The Fix Isn't In

Sci-Hub and the high cost of scholarly books are part of the same problem: how do we decide who pays for the cost of sharing knowledge?

March 3, 2016

By now, you’ve probably heard of Sci-Hub, a collection of millions of articles being gathered through borrowed or stolen library logins, then loaded onto servers abroad for anyone to download. The woman who started it has been called a modern-day Robin Hood. Also, a criminal. There has also been heated debate about why librarians aren’t doing more to back publishers in this fight. After all, these thieves are taking advantage of licensed scholarship that costs libraries billions of dollars annually! Surely we want to stop this rampant theft!

To which I’m tempted to respond “when did we sign on to become your guards, and when do we get a check for this labor?” Because it is labor – lots of labor – to maintain link resolvers, keep license agreements in order, and deal with constant changes in subscription contents. We have to work a lot harder to be publishers’ border guards than people realize.

While this runs completely counter to our values, we really have no choice but to provide this free labor. Libraries run the risk of having their institutional access cut off if a publisher finds their institutional IP address is involved in a massive download. More troubling is the fact that stolen or leaked credentials can seriously compromise both network and individual security.    

In other words, whatever you think of Sci-Hub, it’s not the fix for the mess we’re in.

So why are scholars using Sci-Hub? I can think of a couple of reasons: they may have no other access to these articles, not being affiliated with a well-funded first world library (the Robin Hood version) or because getting access is a hassle and hey, I need those articles! Give me those articles right now! For many folks, Sci-Hub is simply a more convenient library that doesn’t make you mess around with logins and interlibrary loans. Hey, we’re busy. Paywalls are a pain.    

Librarians are in a nasty spot. Sometimes I wonder if we can even call ourselves librarians anymore. We feel we are virtually required to provide access to whatever researchers in our local community ask for while restricting access from anyone outside that narrowly-defined community of users. Instead of curators, we’re personal shoppers who moonlight as border guards. This isn’t working out well for anyone. Unaffiliated researchers have to find illegal work-arounds, and faculty who actually have access through libraries are turning to the black market for articles because it seems more efficient than contacting their personal shopper, particularly when the library itself doesn’t figure in their work flow. In the meantime, all that money we spend on big bundles of articles (or on purchasing access to articles one at a time when we can’t afford the bundle anymore) is just a really high annual rent. We can’t preserve what we don’t own, and we don’t curate because our function is to get what is asked for.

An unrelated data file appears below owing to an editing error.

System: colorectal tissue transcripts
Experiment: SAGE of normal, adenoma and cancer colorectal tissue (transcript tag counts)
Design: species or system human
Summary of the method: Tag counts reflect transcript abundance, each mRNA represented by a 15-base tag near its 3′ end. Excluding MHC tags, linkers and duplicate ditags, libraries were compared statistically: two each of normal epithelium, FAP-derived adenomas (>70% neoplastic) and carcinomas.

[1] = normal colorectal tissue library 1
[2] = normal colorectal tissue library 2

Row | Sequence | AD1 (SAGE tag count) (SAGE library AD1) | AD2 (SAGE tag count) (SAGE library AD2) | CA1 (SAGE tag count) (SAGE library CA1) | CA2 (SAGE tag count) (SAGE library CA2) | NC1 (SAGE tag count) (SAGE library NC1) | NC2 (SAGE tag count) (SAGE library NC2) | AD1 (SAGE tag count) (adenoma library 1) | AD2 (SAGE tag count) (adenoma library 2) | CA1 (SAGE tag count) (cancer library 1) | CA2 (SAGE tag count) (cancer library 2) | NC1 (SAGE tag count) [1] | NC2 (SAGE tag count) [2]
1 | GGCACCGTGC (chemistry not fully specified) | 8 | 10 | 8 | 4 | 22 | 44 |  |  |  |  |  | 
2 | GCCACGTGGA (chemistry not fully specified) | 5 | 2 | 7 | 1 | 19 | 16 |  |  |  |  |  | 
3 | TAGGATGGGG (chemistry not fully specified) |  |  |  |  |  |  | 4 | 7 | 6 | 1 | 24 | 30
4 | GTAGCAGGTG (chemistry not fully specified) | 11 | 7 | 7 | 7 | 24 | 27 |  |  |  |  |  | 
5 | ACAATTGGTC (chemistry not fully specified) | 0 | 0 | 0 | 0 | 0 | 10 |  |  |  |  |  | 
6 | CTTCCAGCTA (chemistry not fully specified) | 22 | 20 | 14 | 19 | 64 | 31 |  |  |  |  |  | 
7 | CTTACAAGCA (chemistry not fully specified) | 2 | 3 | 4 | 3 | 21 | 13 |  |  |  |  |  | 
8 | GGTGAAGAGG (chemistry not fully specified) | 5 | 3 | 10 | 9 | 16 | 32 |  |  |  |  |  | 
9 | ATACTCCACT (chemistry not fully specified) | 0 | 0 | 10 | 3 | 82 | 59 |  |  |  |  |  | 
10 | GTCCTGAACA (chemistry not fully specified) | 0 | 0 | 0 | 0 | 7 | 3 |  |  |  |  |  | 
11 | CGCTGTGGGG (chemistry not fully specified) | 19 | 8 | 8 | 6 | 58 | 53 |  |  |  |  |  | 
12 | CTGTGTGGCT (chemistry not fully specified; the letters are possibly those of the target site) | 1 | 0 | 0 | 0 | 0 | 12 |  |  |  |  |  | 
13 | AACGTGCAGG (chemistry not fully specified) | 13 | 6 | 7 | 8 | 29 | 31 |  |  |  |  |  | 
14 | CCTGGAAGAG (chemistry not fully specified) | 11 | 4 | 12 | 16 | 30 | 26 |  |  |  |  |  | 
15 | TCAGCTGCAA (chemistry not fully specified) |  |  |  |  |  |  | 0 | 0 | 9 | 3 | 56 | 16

This is how to dig a grave for libraries as a common good.

I’ve been thinking about this while also mulling over Scott McClemee’s take on the Ithaka study of how much it costs for a university press to publish a book. TL;DR – it costs a lot, not including the work of doing the research and writing it up. Though there’s no profit margin like that of the big commercial journal publishers to factor in, those costs are built into the price of books because . . . well, publishers are supposed to make money, not lose it. So prices are high because each book is handcrafted artisanal scholarship. A few hundred copies of the average scholarly book enters the marketplace of ideas, where they might connect with an audience – or not. Libraries aren’t a major market anymore because we’re spending all of our money on articles. Yet for some reason we still insist on book-shaped badges for tenure and measure the worth of scholars in many fields by their publisher’s brand.

This is how to dig a grave for knowledge as a common good. Spend a lot of money writing and publishing books that few people will have a chance to read.

It seems to me both issues raise some big questions we have to answer:

  • What are we trying to do with our research?
  • Who benefits?
  • Who pays?
  • How can all the parties involved get on the same page so that we can fix this mess?

If you want to read more about Sci-Hub, see also

John Dupuis’s thoughts and a roundup of commentary on Sci-Hub

The Library Loon’s thoughts about what might happen next

Kevin Smith’s Radical Thoughts about Sci-Hub



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